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Here is the third stanza of "Thrushes" by Ted Hughes:

With a man it is otherwise. Heroisms on horseback,
Outstripping his desk-diary at a broad desk,
Carving at a tiny ivory ornament
For years: his act worships itself - while for him,
Though he bends to be blent in the prayer, how loud and
above what
Furious spaces of fire do the distracting devils
Orgy and hosannah, under what wilderness
Of black silent waters weep.

I'm having trouble with this, especially the part "his act worships itself" and the final three lines.

What I've gathered (I may be entirely wrong) is this: The three kinds of acts listed here - "heroisms on horseback," "outstripping his desk-diary" (clerical work), and "carving at a tiny ivory ornament" - all seem to have an aim less urgent than survival, which is what drives the thrushes and gives them their razor-sharp focus.

Heroism seeks glory. Desk work is often performed half-heartedly for a regular pay at the end of the month. A carving project can go on for years, and is perhaps not something you can fully concentrate on every day.

What I understand by "his act worships itself" is that humans perform these acts for the sake of the act; they aren't personally involved in it, aren't 'in the moment,' as much as they would like to be. They are thwarted by the "distracting devils" from hell that orgy and hosannah - it looks to me like these two words are used as verbs in the poem. I don't understand the rest.

Please let me know where I'm going wrong with my interpretation and what you make of the third stanza.

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  • Have you been deliberate in choosing the tag [interpretation] over the tag [meaning]? The first one is if you want a general, open-ended interpretation which addresses all aspects of a short text. The second is if you want simply "What does this mean?" (with a bias towards the literal sense of "mean" instead of the deep-meaning/message sense)
    – bobble
    Jun 2 at 14:17
  • I thought the meaning tag was not applicable here because it said "Questions regarding the meaning of certain terms or phrases used in a work of literature" underneath and I wanted more than the meaning of a word or phrase. I'll change it.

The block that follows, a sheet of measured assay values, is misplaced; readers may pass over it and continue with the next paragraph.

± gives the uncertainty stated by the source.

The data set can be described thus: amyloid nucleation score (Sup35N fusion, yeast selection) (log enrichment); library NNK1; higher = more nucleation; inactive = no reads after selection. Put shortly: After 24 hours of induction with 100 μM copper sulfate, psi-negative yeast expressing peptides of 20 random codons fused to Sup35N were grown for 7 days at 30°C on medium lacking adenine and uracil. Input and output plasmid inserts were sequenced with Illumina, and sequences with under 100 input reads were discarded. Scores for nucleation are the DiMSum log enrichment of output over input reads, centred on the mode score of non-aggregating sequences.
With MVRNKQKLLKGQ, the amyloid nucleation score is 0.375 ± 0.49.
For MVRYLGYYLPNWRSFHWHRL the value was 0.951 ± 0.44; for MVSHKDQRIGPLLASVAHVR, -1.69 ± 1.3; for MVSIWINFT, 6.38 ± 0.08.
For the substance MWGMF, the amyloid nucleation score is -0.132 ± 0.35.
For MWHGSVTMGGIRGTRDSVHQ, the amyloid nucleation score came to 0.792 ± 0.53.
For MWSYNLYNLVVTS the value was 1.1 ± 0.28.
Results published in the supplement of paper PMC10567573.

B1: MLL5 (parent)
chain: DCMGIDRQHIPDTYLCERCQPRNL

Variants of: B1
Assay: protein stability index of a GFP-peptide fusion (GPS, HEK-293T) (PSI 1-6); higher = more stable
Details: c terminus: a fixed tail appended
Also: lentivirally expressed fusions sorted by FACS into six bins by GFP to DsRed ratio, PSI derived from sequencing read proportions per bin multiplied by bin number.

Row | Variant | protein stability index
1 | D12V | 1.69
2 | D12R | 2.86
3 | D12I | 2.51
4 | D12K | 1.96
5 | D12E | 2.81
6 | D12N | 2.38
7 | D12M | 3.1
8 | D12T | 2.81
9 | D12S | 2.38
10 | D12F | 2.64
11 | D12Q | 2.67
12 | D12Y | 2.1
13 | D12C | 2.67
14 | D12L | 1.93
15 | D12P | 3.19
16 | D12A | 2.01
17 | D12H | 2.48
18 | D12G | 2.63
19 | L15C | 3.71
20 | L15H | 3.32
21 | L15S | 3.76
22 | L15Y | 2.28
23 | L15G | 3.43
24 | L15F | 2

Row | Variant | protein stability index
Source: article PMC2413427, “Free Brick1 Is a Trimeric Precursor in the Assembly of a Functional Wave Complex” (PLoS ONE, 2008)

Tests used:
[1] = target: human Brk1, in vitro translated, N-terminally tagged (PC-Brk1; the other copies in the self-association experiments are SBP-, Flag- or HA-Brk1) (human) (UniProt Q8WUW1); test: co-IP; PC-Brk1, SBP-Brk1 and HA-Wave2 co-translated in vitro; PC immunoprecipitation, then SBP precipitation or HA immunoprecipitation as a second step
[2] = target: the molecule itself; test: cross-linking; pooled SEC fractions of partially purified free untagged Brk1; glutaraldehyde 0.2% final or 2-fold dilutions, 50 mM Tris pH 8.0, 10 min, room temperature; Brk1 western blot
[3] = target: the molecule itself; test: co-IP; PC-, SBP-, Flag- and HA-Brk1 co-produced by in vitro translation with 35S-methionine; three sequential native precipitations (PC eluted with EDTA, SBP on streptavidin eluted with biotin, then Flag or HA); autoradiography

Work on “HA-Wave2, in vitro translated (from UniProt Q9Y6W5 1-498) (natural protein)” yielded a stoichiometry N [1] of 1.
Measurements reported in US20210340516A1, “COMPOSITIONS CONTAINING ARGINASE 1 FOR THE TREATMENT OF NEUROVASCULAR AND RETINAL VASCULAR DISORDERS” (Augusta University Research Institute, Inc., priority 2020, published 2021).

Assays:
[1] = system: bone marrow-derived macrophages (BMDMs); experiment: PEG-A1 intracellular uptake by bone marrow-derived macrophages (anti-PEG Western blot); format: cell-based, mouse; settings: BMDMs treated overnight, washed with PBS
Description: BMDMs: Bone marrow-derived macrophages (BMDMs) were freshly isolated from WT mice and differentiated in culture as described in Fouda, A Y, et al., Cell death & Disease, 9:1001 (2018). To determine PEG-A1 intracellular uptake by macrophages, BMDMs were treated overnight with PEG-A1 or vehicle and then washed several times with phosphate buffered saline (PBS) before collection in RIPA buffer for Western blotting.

– user392289
    Jun 2 at 14:25
  • Neither tag is wrong, really. I was seeking to confirm your choice, since it seems that a lot of the time new-ish users who use the interpretation tag didn't read the description of it :) I'm not sure which tag fits better here myself.
    – bobble
    Jun 2 at 14:29
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    I'd think orgy and hosannah would be nouns. Hosannah would be praise (for heroic deeds or for works of art); I'm not as sure about orgy.
    – Peter Shor
    Jun 2 at 15:00
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Hughes is contrasting the thrushes, efficient like sharks, or Mozart, with ordinary procrastinating head-scratching sighing humans: "With a man it is otherwise".

He picks out different qualities that a person like a Mozart, a person as honed and deadly in their purpose as a shark or a thrush, do not have:

Hobbies. An even fuller schedule than the diary, ie busyness. A yearning for something spiritual - to have blended with the divine in prayer. To be a furious space of fire, or in one; in conflict, rage, consumed. That place of suffering, of sin, is engine of the spirituality that describes devils and angels, tempting us, saving us, distracting us.

I'd see wilderness as another naming of identity of inner experience and below it, the black silent waters as melancholy, sadness etc. An echo of the The Wasteland perhaps, the split of the land from water mirroring the separation from emotional fluidity, and spiritual sustenance.

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